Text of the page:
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Good news about red tide on the horizon for our barrier islands

The following report was provided to the Manateed Board of County Commissioners via email from David Tomasko, Ph.D., Executive Director, Sarasota Bay Estuary Program. Sarasotabay.org

First off, there could be some good news on the horizon for at least our barrier islands, with regards to our current red tide.  The latest data from Mote and FFWCC researchers shows red tide at low, moderate and high levels both in the bay, and also along our barrier islands.  In our region, this red tide is patchy in distribution, which is good news, compared to the widespread impacts from 2018, or the very strong red tide centered on Tampa Bay back in June and July of this year.  The potential for good news over the next few days comes to us via Fred, the tropical storm expected to be in the eastern Gulf of Mexico this weekend.

As you know, tropical storms in the northern hemisphere have a wind pattern that rotates in a counter-clockwise fashion.  That means, if they approach us from the south, the first winds we experience will be coming out of the east, and then they will shift in a counter-clockwise fashion to coming out of the northeast as the storm gets closer.  The National Hurricane Center model forecasts point to Tropical Storm Fred (or tropical depression) coming from the south and passing west of us, in the eastern Gulf of Mexico TROPICAL DEPRESSION FRED (noaa.gov)  .  The National Weather Service forecast for the waters offshore of Sarasota Bay has offshore waters experiencing mostly east winds (winds coming out of the east) to east-northeast winds from today until Saturday 7-Day Marine Forecast 27.36N 82.65W | Coastal waters from Englewood to Tarpon Springs FL out 20 NM (weather.gov)

In response to these wind patterns, USF’s predictions are for red tide to move offshore over the next few days, in response to easterly to northeasterly winds.  The graphic below is a bit tricky to interpret, but the “x” refers to the location of a “particle” and the lines emanating from those “x’s” represent the expected trajectory of those particles during the next 3 ½ days.  The color of the lines represents the initial red tide concentrations – red is highest, and blue and green are lower values.  There is a mixed bag in there for our waters – in some areas it is expected that red tide will be advected offshore, which is good news for our beaches and those parts of the bay next to passes.  But in other parts of our bay, an easterly wind might just pile water up along the bay-side of our barrier islands.  The unknown for this event is rainfall amounts. If we get wind out of the east to northeast and very little rain, that should be very good for us. If we get only weak easterly winds – and they quickly shift to coming out of the west at higher speeds, and we also get lots of rain, this could be worse.  But right now, the wind forecast looks good, and the rainfall amounts expected are in the 2 to 4 inches range – something we can get with a strong line of afternoon thunderstorms.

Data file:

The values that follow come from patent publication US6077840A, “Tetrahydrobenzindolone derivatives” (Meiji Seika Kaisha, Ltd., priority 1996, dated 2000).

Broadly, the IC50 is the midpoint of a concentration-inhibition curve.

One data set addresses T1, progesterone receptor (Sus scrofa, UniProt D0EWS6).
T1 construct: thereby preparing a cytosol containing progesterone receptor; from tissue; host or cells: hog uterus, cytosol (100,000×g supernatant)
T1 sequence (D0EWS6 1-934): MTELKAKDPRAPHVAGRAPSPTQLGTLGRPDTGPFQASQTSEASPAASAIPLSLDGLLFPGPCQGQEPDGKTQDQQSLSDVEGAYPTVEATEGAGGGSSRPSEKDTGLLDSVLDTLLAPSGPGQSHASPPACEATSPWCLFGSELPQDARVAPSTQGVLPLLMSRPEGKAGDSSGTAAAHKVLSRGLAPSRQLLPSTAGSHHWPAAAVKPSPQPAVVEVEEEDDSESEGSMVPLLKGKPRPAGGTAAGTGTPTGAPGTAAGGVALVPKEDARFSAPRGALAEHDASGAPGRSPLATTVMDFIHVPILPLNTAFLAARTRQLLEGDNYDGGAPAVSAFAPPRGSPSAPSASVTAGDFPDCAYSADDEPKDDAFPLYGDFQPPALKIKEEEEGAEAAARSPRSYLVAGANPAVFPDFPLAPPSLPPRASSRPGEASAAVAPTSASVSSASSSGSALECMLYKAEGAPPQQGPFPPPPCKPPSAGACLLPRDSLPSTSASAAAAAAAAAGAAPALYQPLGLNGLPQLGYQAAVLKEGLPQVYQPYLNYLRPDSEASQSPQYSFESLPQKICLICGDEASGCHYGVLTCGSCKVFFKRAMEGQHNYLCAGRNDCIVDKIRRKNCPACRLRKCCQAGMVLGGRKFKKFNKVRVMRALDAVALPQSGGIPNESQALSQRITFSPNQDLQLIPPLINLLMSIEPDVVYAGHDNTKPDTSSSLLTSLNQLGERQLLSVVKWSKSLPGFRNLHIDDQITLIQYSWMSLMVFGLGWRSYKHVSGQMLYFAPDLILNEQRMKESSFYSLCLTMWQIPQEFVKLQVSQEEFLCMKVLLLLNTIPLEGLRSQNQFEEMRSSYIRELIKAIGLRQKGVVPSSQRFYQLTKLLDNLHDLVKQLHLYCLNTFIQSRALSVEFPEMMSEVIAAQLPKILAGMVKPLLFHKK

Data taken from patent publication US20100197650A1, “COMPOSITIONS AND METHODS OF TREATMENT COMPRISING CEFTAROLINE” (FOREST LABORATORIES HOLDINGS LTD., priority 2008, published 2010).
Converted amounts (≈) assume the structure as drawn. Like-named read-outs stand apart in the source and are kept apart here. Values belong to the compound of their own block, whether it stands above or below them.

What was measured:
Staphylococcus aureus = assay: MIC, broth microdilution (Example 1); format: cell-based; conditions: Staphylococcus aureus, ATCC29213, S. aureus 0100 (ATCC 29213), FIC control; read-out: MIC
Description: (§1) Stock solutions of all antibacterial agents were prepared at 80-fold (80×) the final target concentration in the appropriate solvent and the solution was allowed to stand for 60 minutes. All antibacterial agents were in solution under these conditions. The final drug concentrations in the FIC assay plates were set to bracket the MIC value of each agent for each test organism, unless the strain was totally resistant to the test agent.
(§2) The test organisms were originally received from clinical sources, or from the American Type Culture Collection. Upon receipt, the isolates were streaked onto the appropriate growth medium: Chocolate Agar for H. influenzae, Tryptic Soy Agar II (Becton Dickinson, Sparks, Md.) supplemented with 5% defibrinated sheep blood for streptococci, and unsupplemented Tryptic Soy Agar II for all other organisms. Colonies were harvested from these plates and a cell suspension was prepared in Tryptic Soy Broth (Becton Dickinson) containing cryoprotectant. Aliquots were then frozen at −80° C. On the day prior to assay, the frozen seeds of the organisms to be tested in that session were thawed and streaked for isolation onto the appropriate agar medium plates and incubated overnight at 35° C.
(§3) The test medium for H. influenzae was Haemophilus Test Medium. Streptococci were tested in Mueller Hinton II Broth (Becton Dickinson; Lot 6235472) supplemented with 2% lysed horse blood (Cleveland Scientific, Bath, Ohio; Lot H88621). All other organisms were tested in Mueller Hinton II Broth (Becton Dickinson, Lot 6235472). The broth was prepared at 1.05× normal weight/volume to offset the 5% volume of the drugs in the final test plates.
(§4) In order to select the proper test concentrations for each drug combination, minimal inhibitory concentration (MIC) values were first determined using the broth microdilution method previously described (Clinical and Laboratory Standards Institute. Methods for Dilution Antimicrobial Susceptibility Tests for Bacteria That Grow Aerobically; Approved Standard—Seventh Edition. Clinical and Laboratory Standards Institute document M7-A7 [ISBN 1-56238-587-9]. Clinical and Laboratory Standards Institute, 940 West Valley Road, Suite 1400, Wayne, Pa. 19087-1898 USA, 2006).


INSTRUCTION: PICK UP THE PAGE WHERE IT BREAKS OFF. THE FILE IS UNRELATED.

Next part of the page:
A complicating factor is that offshore aerial surveys by Pinellas County have found large streaks of “sea sawdust” from Egmont Key north, although not directly offshore of us.  Sea sawdust is a common name for cyanobacteria of the genus Trichodesmium.  The name sea sawdust is based on the fact that it looks like you’ve blown sawdust onto the surface of the water (see below).  These guys can take nitrogen out of the atmosphere (which is 78% biologically inert di-nitrogen gas) and turn it into a nitrogen source that can be used by the red tide organism, Karenia brevis.  The factor that limits the abundance of Trichodesmium is often iron, and one of the biggest sources of iron is dust delivered to the Gulf of Mexico from dust storms brought across the Atlantic from the Saharan desert.  We have had a number of red tides over the years that likely have been “triggered” offshore by Saharan dust.  But…once those blooms get to nearshore waters, their intensity, geographic extent and duration will be related to nearshore nutrient availability, which IS something under our control.

The second thing to bring to your attention is that we have finally nailed down a date for our day-long workshop on Water Quality Restoration.  That date is October 5th, and the event will be held at New College’s Sudakoff Center.  This workshop will focus on specific projects and programs to help us restore and protect water quality in Sarasota Bay.  We will be working with members of the Management Committee to get representation from local governments on their plans for stormwater and wastewater projects in the near future, as well as what they’ve already done over the past 10 to 20 years.  We want local governments to get credit for what they’ve already done for wastewater and stormwater, and for us to gain a more thorough understanding of what else is planned on being done in the near future.  We will also have sessions on “non-traditional” approaches to improve water quality – topics such as “carbon walls” for groundwater nitrate and the use of artificial reefs and oyster restoration projects.

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